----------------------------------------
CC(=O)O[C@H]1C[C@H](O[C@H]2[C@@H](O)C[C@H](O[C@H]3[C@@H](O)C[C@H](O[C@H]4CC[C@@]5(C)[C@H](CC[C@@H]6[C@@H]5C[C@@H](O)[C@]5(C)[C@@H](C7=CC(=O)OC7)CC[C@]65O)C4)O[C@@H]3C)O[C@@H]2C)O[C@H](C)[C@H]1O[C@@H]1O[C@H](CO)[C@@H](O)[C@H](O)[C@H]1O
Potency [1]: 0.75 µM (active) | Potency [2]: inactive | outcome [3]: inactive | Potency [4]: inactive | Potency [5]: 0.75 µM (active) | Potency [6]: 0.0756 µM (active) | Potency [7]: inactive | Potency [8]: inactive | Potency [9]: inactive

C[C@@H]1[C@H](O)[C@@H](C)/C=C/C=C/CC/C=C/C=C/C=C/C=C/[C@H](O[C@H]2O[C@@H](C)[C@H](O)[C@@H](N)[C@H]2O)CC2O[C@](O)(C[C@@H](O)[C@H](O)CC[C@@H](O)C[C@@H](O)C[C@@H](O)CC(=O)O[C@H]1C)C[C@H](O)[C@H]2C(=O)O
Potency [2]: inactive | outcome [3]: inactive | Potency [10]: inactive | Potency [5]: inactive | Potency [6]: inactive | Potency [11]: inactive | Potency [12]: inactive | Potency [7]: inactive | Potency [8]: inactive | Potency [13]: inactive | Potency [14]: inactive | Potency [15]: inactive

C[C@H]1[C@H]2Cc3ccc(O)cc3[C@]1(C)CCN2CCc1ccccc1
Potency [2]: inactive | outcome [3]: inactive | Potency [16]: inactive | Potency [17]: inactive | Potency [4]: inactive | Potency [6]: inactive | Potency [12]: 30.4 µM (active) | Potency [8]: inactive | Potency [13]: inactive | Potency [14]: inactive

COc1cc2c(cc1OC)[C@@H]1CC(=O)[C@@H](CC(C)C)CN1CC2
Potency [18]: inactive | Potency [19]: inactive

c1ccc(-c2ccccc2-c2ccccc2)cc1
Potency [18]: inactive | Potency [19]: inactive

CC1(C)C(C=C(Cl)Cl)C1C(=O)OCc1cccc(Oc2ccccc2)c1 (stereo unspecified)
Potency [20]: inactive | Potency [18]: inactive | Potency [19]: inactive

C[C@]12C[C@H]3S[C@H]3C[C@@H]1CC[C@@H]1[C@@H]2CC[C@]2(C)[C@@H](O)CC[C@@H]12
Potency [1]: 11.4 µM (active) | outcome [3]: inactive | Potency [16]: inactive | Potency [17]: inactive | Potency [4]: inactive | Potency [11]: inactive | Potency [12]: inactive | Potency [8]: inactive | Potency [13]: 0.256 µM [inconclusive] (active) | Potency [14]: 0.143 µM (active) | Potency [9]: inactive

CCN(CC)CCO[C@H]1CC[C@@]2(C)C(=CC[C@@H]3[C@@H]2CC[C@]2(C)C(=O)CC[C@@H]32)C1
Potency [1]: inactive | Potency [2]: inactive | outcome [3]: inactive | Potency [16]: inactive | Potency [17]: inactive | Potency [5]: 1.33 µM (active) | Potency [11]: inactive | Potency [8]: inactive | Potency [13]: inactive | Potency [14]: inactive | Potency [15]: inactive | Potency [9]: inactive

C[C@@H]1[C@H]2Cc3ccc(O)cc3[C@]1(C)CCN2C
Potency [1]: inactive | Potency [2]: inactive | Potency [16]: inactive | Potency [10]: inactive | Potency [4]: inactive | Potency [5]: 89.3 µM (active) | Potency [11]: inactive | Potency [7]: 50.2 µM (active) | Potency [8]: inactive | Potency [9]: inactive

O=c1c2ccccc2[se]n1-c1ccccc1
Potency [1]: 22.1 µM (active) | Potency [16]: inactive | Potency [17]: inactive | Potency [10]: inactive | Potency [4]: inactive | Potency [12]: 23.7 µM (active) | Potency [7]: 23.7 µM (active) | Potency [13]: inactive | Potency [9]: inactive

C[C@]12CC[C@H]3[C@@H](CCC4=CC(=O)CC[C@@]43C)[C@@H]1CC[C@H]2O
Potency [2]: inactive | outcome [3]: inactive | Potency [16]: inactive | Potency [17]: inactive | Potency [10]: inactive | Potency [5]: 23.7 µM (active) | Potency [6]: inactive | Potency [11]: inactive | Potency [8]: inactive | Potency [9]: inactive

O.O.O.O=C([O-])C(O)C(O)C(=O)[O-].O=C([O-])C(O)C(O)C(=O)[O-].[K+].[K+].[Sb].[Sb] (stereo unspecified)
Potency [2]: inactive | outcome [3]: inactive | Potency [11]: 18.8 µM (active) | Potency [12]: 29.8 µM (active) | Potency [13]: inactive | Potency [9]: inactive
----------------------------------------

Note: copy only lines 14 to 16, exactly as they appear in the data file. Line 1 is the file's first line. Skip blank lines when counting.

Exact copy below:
Potency [1]: 11.4 µM (active) | outcome [3]: inactive | Potency [16]: inactive | Potency [17]: inactive | Potency [4]: inactive | Potency [11]: inactive | Potency [12]: inactive | Potency [8]: inactive | Potency [13]: 0.256 µM [inconclusive] (active) | Potency [14]: 0.143 µM (active) | Potency [9]: inactive

CCN(CC)CCO[C@H]1CC[C@@]2(C)C(=CC[C@@H]3[C@@H]2CC[C@]2(C)C(=O)CC[C@@H]32)C1
Potency [1]: inactive | Potency [2]: inactive | outcome [3]: inactive | Potency [16]: inactive | Potency [17]: inactive | Potency [5]: 1.33 µM (active) | Potency [11]: inactive | Potency [8]: inactive | Potency [13]: inactive | Potency [14]: inactive | Potency [15]: inactive | Potency [9]: inactive